“FOR FEAR OF THE LABEL “RACIST”,
EVIL AND MURDER IS ENABLED
Alistair McConnachie writes: The torture and race-murder of 15 year old Glasgow teenager Kriss Donald on 16 March 2004, was one of the most horrific crimes ever to have occured in mainland Britain, in living memory. However, unless you live in Glasgow you have probably never even heard of Kriss Donald.
The national UK media have kept it quiet because it doesn’t “fit” into their framework where the only race attacks we are ever meant to hear about and know about are white-on-black.
At the same time, Strathclyde Police have come under the spotlight for their failure to police the Asian gangs in Pollokshields properly because of an unprofessional fear of being called “racist”.
Here a former Chief Inspector of Strathclyde Police helps to explain what has gone wrong.
WHY POLICE ARE AFRAID TO TACKLE ASIAN CRIME
Political correctness protects young ethnic offenders
by Mike Liddell
Former Strathclyde Police chief inspector
Scottish Daily Mail
Friday, November 19, 2004, p. 14
IT was a crime of breathtaking callousness and depravity that shocked all Scotland. The murder of Kriss Donald was an act of brutality more readily associated with the likes of Bogota or Baghdad.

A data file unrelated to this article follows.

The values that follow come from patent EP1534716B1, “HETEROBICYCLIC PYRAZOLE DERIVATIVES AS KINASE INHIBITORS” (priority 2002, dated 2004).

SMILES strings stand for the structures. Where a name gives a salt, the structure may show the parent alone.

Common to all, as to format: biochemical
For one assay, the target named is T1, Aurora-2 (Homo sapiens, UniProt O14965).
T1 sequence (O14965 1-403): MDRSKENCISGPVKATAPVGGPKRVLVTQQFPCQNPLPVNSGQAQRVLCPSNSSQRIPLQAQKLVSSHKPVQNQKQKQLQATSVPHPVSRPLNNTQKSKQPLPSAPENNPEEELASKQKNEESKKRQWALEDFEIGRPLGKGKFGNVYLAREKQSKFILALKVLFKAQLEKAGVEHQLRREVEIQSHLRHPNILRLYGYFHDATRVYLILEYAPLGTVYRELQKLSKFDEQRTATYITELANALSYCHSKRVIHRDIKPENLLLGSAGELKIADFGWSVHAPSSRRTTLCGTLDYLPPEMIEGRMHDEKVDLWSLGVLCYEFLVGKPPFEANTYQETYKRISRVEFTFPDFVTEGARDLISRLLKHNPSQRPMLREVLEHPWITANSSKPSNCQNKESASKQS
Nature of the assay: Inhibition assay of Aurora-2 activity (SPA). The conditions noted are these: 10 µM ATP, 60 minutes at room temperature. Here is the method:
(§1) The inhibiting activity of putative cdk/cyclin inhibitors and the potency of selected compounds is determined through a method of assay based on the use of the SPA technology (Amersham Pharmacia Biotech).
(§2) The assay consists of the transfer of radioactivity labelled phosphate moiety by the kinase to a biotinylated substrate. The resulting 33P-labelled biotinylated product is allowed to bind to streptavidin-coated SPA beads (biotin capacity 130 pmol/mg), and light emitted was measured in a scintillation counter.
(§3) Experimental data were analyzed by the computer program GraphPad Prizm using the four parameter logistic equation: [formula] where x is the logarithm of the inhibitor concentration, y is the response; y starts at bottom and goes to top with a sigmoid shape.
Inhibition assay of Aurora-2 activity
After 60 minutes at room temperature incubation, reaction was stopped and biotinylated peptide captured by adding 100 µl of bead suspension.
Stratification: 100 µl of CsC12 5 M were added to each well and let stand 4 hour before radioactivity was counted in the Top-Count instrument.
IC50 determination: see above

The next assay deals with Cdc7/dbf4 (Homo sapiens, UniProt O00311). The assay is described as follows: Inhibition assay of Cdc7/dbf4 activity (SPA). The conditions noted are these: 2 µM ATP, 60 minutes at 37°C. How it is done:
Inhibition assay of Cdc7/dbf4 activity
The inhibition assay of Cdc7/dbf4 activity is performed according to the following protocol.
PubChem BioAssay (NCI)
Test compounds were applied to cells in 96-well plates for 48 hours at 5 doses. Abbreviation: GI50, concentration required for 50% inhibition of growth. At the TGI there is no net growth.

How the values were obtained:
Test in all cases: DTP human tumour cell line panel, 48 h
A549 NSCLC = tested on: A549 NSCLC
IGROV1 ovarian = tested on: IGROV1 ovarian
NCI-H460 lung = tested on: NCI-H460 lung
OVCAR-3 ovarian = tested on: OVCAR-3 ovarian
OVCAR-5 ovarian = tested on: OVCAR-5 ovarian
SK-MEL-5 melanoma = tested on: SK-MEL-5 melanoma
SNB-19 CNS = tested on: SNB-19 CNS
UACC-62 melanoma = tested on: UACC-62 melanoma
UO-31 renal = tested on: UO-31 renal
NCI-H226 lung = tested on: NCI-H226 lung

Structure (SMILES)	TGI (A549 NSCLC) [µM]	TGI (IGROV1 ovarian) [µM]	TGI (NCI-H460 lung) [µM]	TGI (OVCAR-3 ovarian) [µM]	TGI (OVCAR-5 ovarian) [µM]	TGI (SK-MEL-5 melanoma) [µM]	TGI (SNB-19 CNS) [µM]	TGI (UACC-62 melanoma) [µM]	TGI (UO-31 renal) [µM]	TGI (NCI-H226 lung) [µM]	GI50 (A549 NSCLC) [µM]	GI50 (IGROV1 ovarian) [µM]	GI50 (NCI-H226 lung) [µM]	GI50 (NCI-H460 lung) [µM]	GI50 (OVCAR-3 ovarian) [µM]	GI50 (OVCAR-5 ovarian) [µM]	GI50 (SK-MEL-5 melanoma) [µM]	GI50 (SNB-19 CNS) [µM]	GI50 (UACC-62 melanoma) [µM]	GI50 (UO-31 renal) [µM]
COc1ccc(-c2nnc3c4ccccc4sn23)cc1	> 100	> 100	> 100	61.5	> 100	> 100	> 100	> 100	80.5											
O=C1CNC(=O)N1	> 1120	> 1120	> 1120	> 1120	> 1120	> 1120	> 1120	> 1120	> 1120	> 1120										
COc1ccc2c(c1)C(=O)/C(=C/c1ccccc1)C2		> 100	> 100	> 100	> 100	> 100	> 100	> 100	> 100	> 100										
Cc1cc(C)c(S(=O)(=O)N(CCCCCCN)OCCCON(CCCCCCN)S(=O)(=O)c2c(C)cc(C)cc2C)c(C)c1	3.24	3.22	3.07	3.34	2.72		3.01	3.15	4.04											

Yet this awful crime was played out in the leafy suburb of Pollokshields in Glasgow – and has left its residents searching for some kind of explanation.
As a former senior police officer in Strathclyde with 30 years’ experience, I believe the answer is clear – though, for many, it will prove unpalatable.
In my view, crime within Glasgow’s Asian community has been allowed to grow unfettered for years. Why? Because the police have been afraid to fight it in case they are accused of racism.
It was this basic failure to act that created the conditions which, at least in part, allowed the murder of Kriss Donald to happen.
This inactivity and its deadly consequences stemmed not from the attitude of officers on the street, but from the craven approach of their bosses to race-relations. For years now, a ‘softly, softly’ attitude towards crime in the ethnic community has prevailed – a disastrous policy born of the excessive interference of politicians.
The simple truth for senior officers is that they are not going to win that longed-for promotion or the coveted knighthood if they upset the local politicians who control the police boards.
So the attitude among Scotland’s police hierarchy is: ‘Be careful not to upset the ethnic community – they may start complaining.’
What was striking about the Kriss Donald murder was the confidence his attackers, Daanish Zahid and Zahid Mohammed, displayed as they trawled the streets looking for their victim.